Thus, there appears to be strong impetus for the General Assembly to amend its positions. CEDN is determined to help General Assembly commissioners operate on a more informed and balanced playing field at General Assembly this June.
A broadly representative board of directors leads CEDN, including:
• George F. (Pete) Bloss III, a trial attorney who is elder and clerk of Session of Westminster Presbyterian Church in Gulfport, Mississippi, and also serves as a board member of Medical Benevolence Foundation and as vice president of the Mississippi Coast Interfaith Disaster Task Force.
CEDN believes strongly that the Israel-related resolutions approved by General Assembly in 2004 "have shattered our interfaith relations with our Jewish friends." What's more, they say, "These resolutions have undone a half-century of positive efforts to improve interfaith relations, following our denomination's less-than-impressive response to the Holocaust. Isolating Israel for punitive action, while not condemning terror-sponsoring states, means that Israel has been unjustly targeted."
• The Reverend Doctor Mark Brewer, pastor of Bel Air Presbyterian Church in Los Angeles, who also has a radio ministry and is an author;
• Gary Green, a Presbyterian elder from Chandler, Arizona, who serves on the Steering Committee of Presbyterian Action for Faith and Freedom, a committee of the Institute on Religion and Democracy, based in Washington, D.C.;
• The Reverend Doctor Bill Harter, pastor of Presbyterian Church of Falling Spring, Chambersburg, Pennsylvania, whose longtime interest in Middle East matters is reflected in his serving as founder and co-convener of Presbyterians Concerned for Jewish and Christian Relations;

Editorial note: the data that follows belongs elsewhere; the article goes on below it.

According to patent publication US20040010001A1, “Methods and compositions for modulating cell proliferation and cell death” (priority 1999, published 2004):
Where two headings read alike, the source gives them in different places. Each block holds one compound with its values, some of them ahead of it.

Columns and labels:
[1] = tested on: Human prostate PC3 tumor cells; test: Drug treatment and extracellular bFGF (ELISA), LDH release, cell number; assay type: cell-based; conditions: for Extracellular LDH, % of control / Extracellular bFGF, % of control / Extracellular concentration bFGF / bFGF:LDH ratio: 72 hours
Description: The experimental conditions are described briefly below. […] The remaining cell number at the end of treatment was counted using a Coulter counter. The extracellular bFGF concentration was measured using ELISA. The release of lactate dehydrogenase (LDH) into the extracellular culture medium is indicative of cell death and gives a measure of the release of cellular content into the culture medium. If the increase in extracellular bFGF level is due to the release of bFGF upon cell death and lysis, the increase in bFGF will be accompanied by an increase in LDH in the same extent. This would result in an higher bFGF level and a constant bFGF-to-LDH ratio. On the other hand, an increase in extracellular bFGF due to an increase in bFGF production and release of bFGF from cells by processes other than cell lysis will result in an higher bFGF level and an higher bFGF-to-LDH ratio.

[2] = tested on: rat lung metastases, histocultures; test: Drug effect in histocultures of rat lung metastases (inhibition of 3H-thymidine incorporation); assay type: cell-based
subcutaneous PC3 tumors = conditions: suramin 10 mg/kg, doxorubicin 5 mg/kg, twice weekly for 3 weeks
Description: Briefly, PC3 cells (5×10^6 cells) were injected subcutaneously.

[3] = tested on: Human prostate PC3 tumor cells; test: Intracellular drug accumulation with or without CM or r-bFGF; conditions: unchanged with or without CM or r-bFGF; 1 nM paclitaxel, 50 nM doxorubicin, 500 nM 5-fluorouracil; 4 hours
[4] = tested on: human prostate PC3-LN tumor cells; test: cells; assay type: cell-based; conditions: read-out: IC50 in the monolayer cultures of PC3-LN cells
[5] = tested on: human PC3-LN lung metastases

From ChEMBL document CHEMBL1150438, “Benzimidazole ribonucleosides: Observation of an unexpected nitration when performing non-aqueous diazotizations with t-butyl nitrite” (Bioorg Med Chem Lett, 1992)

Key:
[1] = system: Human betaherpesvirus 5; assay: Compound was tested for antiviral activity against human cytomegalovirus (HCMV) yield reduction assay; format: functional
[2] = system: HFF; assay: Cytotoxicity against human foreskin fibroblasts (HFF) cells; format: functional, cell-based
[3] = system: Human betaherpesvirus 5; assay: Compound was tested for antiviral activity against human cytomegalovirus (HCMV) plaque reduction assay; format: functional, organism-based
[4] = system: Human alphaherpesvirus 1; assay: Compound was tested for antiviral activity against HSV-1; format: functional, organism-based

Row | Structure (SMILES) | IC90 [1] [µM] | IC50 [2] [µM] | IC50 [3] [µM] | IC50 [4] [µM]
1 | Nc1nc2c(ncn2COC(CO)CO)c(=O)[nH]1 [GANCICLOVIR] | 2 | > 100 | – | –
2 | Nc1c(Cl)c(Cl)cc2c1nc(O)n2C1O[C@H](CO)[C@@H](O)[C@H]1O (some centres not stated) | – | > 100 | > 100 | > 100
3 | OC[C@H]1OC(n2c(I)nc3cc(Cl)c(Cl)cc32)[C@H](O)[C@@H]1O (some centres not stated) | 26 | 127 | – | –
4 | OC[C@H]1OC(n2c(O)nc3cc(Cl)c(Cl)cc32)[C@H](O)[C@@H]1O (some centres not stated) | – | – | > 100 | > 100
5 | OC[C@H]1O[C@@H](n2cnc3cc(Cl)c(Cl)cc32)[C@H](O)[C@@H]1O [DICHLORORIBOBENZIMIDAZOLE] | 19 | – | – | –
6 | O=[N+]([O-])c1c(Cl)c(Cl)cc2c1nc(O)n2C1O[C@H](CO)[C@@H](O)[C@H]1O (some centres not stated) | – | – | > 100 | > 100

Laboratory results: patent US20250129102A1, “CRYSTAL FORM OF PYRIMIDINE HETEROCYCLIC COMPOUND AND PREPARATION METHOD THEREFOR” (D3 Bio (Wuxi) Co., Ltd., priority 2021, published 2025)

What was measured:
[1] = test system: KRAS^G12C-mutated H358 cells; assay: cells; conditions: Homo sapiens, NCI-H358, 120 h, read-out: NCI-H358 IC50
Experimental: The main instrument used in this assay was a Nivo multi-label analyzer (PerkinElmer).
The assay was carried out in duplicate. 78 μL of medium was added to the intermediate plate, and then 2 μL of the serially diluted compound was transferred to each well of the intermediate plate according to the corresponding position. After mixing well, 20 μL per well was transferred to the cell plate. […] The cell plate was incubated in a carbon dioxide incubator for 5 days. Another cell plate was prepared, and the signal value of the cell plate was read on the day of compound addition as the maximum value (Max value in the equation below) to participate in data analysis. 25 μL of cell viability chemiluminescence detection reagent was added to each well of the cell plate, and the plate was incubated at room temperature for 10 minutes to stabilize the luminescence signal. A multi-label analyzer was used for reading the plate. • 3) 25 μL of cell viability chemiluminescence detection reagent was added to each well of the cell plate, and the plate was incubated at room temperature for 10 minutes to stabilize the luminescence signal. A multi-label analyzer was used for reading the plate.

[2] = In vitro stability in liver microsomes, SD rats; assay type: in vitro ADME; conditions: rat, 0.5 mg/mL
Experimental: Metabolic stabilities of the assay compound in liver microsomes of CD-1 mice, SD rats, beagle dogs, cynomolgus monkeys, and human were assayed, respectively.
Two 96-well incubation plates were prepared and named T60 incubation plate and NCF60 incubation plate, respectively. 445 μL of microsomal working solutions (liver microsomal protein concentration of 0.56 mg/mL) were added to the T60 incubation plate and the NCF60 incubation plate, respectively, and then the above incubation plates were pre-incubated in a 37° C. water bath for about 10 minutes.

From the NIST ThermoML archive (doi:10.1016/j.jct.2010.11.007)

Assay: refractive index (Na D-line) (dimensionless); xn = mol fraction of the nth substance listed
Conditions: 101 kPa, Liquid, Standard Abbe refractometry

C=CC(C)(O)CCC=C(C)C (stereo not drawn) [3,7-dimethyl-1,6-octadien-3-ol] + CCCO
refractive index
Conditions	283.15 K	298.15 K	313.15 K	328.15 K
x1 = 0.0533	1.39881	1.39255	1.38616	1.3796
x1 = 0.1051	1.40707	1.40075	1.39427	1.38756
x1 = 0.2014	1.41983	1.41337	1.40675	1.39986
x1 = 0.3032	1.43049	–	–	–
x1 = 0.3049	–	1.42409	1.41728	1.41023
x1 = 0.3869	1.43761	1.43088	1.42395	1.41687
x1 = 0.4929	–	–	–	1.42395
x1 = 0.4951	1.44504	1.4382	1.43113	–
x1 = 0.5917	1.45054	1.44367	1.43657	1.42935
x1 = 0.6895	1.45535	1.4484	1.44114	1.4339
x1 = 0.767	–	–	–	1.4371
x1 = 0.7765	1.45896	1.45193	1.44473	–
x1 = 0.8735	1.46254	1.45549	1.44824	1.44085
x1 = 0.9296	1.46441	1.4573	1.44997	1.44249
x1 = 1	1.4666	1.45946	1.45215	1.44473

• Bill Jaeger, Jr., an attorney, civic leader, businessman, director of the Graduate Theological Union at UC Berkeley, and member of the Presbyterian Church of the Big Wood, Ketchum, Idaho;
• Viola Larson, an elder and member at Fremont Presbyterian Church in Sacramento, California, a scholar and commentator, and a writer and board member for the Presbyterian renewal group Voices of Orthodox Women; and
• Jim Roberts, a trial lawyer and professional mediator with particular interest in international relations, and a Presbyterian church member from San Diego, California.
"We believe that the Presbyterian Church (U.S.A.) is at heart a much more fair and wise organization than these 2004 resolutions would indicate," states CEDN board member Jim Roberts. "So much has happened in the Middle East even since June 2004‹Israel's unilateral withdrawal from Gaza, and the election of the terrorist organization Hamas to head the Palestinian government, for instance‹that the time is ripe for Presbyterians to revisit the issues at this next General Assembly."